Just Like Humans
Animal personality is now taken seriously.
We name them, raise them, clothe them and spoil them. We describe them as manipulative,
grumpy, sensitive and caring. And they’re not even human – they’re our pets. It’s in our nature to ascribe human characteristics to animals even if they don’t really exist. For this reason, in the interests of remaining objective observers of nature, scientists have taken pains to avoid anthropomorphizing animals. To talk about a dog’s having a swagger or a cat’s being shy would invite professional sneers.
In recent years, however, evidence has begun to show that animals have personalities after all. Chimps, for example, can be conscientious: they think before they act, they plan and they control their impulses, says Samuel Gosling, a Texasbased psychologist. Research has identifi ed similar personality traits in many other species.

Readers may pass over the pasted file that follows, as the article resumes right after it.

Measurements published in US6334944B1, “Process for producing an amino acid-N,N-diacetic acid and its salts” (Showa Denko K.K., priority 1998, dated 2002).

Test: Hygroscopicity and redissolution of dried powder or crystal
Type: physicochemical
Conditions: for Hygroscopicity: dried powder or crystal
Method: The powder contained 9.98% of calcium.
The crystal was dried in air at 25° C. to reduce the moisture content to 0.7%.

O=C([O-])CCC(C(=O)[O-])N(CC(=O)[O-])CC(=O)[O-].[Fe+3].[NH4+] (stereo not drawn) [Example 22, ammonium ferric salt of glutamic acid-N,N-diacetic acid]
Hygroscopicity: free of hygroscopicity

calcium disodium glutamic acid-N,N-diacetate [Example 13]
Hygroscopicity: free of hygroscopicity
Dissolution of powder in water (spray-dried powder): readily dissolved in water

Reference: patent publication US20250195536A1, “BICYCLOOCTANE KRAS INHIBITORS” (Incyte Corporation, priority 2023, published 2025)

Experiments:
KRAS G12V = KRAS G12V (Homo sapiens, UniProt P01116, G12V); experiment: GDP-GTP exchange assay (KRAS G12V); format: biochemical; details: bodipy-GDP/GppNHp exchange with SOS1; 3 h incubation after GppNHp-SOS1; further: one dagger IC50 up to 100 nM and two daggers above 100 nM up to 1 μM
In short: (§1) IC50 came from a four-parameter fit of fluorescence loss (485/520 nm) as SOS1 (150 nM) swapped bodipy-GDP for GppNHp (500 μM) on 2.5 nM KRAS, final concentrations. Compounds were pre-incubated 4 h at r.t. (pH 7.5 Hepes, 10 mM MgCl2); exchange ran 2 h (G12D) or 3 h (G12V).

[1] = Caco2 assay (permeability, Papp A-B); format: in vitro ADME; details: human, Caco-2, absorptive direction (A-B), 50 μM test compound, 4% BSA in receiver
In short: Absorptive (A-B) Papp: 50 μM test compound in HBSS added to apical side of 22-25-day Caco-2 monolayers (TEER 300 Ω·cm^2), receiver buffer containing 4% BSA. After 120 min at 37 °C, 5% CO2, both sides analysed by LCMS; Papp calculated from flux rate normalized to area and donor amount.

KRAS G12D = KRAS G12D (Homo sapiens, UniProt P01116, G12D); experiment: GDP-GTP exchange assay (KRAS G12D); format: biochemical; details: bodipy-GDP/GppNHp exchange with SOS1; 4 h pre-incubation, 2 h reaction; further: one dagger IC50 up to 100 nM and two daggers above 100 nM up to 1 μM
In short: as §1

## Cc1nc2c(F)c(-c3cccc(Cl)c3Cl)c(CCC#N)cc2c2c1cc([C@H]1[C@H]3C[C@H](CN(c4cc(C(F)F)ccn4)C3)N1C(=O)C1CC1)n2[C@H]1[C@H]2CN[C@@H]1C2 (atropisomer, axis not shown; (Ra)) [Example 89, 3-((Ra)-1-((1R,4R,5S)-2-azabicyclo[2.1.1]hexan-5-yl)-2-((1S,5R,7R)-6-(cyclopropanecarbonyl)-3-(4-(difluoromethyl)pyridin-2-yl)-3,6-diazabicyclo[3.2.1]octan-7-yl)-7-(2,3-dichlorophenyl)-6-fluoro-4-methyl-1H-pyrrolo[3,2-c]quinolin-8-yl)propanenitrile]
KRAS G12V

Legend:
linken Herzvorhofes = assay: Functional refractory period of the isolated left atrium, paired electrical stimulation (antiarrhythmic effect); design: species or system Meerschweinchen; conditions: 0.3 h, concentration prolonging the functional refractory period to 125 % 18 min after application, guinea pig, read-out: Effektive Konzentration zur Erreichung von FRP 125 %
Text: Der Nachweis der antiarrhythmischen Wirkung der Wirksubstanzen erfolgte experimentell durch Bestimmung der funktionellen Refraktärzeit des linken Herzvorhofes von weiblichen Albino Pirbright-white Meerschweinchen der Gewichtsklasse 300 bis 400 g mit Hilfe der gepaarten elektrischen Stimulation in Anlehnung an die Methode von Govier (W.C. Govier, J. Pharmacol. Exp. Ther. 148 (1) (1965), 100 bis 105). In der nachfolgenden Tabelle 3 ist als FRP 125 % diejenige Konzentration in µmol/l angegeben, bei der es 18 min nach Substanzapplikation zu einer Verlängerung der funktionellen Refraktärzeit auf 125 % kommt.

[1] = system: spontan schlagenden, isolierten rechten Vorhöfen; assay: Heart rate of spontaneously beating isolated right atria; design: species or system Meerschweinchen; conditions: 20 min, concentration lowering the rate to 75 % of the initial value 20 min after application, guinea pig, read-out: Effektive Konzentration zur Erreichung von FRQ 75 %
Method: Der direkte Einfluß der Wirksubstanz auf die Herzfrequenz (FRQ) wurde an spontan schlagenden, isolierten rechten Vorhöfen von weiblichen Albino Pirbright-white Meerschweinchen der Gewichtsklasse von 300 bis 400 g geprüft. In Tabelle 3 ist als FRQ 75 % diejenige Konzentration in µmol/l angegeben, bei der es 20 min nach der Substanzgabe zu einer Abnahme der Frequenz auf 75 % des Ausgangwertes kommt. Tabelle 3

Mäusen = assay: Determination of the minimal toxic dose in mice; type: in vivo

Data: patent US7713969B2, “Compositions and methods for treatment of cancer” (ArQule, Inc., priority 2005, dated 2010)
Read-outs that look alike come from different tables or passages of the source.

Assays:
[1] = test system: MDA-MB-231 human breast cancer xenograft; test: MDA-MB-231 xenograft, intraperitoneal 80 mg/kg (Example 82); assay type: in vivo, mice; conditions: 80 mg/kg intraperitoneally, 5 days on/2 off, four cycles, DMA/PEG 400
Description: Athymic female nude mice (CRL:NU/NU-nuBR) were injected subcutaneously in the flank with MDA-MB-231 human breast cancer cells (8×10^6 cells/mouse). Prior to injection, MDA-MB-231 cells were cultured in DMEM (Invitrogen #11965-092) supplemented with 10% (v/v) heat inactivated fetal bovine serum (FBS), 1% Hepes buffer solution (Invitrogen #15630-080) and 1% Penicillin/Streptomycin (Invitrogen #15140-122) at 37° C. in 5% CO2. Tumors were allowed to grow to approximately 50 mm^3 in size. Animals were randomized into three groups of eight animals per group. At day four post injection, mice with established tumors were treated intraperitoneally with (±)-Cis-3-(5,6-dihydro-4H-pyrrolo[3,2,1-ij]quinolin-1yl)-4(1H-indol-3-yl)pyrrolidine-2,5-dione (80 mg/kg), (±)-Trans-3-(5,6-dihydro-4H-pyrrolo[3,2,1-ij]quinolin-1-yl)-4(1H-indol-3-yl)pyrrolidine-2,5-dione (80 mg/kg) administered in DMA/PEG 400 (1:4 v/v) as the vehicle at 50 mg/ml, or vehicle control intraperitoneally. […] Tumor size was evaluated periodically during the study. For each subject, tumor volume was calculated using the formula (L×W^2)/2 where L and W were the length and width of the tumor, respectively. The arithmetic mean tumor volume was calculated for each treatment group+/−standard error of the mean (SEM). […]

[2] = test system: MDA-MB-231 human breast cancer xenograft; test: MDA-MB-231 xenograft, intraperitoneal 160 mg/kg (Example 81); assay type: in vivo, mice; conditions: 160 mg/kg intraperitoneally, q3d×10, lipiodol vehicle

The implications of these fi ndings for research on human personality are powerful. Scientists can look to animal studies for insight into humans the same way they now look to animal testing for insight into drugs. Animal research has already begun to shed light on how different sights of people respond to medications and treatments – aggressive and passive rats respond differently to antidepressants, for example. The hope is that animals can help illuminate the murky interplay of genes and theenvironment on people’s personalities. The research may even lead to predictions about what people will do, based on their personalities, when they're stressed out or frightened. Putting personality testing – already a thriving business – on a fi rm footing could uncover a wealth of knowledge about where personality comes from.
(Newsweek, June 18, 2007)
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